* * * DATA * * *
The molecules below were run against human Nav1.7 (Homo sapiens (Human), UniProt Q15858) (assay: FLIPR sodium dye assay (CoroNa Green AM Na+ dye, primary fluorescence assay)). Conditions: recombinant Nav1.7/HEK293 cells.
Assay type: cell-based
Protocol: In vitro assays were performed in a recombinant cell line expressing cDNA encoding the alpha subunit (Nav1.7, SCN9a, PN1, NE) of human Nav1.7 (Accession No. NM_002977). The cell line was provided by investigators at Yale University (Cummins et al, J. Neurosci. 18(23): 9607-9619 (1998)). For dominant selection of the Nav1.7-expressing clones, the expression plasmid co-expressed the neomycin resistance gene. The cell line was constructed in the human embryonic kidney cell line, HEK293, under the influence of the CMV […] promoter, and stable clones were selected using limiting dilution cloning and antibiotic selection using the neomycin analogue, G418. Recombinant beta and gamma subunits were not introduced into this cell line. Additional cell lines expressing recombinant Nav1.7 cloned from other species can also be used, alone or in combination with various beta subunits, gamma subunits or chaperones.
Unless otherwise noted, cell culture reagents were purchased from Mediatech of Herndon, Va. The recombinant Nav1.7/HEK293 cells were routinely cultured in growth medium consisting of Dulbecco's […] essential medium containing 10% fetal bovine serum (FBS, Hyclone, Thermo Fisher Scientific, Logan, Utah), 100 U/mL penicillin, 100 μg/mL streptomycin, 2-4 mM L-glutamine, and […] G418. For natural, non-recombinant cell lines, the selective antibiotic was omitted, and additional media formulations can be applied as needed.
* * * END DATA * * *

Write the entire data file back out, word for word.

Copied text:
The molecules below were run against human Nav1.7 (Homo sapiens (Human), UniProt Q15858) (assay: FLIPR sodium dye assay (CoroNa Green AM Na+ dye, primary fluorescence assay)). Conditions: recombinant Nav1.7/HEK293 cells.
Assay type: cell-based
Protocol: In vitro assays were performed in a recombinant cell line expressing cDNA encoding the alpha subunit (Nav1.7, SCN9a, PN1, NE) of human Nav1.7 (Accession No. NM_002977). The cell line was provided by investigators at Yale University (Cummins et al, J. Neurosci. 18(23): 9607-9619 (1998)). For dominant selection of the Nav1.7-expressing clones, the expression plasmid co-expressed the neomycin resistance gene. The cell line was constructed in the human embryonic kidney cell line, HEK293, under the influence of the CMV […] promoter, and stable clones were selected using limiting dilution cloning and antibiotic selection using the neomycin analogue, G418. Recombinant beta and gamma subunits were not introduced into this cell line. Additional cell lines expressing recombinant Nav1.7 cloned from other species can also be used, alone or in combination with various beta subunits, gamma subunits or chaperones.
Unless otherwise noted, cell culture reagents were purchased from Mediatech of Herndon, Va. The recombinant Nav1.7/HEK293 cells were routinely cultured in growth medium consisting of Dulbecco's […] essential medium containing 10% fetal bovine serum (FBS, Hyclone, Thermo Fisher Scientific, Logan, Utah), 100 U/mL penicillin, 100 μg/mL streptomycin, 2-4 mM L-glutamine, and […] G418. For natural, non-recombinant cell lines, the selective antibiotic was omitted, and additional media formulations can be applied as needed.